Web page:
Three new diabetes studies highlight one risk, one potential prevention, and one possible new treatment.
Three new diabetes studies highlight one risk, one potential prevention, and one possible new treatment. This short slide show highlights:Â -- The impact of night shift work on risk of T2DMÂ -- A potential role for methyldopa to prevent T1DM onsetÂ -- Use of a ketone ester supplement to lower blood sugar levels
Current, Lifetime Night Workers. Study examined vulnerability to T2DM of current and lifetime night shift workers
Authors' Insights. Study found a dose-response relationship between frequency of night shift work and T2DM that was true regardless of genetic predisposition.
Source: Vetter C, et al. Night shift work, genetic risk, and type 2 diabets in the UK Biobank. Diabetes Care. 2018 Feb; dc171933.
DQ8 Molecule Associated with DM Pathogenesis. Clinical trial of methyldopa in 20 new-onset T1DM patients found the drug specifically blocked DQ8; also reduced inflammatory T-cell response toward insulin.
Authors' Insights. The goal for use of methyldopa would be to delay or prevent onset of T1DM among at-risk patients.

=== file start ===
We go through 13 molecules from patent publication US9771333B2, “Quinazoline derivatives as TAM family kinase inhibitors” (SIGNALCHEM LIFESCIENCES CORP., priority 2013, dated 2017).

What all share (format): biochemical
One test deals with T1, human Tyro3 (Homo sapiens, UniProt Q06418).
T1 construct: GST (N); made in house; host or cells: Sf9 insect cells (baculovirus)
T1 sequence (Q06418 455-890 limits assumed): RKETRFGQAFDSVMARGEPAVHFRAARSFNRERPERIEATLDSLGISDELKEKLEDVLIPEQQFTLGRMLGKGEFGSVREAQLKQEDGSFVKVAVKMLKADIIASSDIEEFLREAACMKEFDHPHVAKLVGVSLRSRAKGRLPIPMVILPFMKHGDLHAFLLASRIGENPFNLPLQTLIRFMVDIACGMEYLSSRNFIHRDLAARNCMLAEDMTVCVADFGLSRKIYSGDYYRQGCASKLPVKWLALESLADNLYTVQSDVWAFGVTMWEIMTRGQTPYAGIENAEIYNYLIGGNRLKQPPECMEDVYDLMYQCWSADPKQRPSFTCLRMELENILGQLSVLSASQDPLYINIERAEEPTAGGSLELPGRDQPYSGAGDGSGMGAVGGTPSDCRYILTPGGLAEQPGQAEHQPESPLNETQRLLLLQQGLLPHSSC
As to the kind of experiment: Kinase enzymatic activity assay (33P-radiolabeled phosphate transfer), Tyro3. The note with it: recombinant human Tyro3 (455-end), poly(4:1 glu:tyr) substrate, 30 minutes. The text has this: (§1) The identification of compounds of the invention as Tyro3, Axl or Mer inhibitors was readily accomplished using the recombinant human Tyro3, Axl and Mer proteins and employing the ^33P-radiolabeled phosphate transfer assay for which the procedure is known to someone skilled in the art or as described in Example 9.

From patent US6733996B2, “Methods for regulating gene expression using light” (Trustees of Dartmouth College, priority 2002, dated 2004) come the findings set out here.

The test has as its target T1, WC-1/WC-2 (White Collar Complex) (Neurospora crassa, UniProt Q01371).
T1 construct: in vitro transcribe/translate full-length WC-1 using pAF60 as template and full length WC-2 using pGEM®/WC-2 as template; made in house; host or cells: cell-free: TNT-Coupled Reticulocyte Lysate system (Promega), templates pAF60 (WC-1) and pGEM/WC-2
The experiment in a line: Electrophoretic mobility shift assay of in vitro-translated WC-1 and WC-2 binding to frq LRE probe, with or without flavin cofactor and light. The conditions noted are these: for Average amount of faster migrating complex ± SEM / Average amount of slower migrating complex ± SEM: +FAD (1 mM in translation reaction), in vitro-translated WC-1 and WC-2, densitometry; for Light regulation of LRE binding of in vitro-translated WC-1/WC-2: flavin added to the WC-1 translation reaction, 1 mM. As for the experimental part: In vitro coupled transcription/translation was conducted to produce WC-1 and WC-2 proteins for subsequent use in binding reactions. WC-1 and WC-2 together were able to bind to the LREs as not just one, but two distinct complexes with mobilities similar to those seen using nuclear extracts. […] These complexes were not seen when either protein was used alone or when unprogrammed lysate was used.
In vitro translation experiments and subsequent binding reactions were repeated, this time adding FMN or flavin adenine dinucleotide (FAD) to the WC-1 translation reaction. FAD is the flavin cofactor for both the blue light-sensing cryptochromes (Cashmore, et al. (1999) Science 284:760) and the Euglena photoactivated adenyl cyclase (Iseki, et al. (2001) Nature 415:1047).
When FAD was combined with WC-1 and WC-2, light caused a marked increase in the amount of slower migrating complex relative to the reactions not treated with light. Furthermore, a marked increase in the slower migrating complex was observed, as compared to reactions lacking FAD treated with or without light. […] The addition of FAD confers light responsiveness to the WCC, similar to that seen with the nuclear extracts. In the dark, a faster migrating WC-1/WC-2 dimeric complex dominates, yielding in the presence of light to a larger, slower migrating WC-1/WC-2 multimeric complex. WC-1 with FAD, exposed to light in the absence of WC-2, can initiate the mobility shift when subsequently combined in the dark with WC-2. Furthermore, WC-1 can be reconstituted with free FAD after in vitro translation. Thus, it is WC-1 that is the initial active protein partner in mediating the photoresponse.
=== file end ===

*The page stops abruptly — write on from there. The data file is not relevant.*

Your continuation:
Source: Ostrov DA, et al. Methyldopa blocks MHC class II binding to disease-specific antigens in autoimmune diabetes.J Clin Invest. 2018 Feb 13. pii: 97739. doi:10.1172/JCI97739.
Ketone Ester vs Placebo in OGTT. Compared to placebo, ketone ester drink decreased AUC for glucose, non-sterified fatty acid, and c-peptide incremental; also improved oral glucose insulin sensitivity index.
Authors' Insights. While this study was done in healthy volunteers, the same response seen in persons with, or at risk for T2DM, might suggest that a ketone monoester supplement could be used to lower glucose levels and improve metabolic health.
Source: Myette-CÃ´tÃ© E, et al. Prior ingestion of exogenous ketone monoester attenuates the glycemic response to an oral glucose tolerance test in healthy young individuals. J Physiol. Accepted Author Manuscript. doi:10.1113/JP275709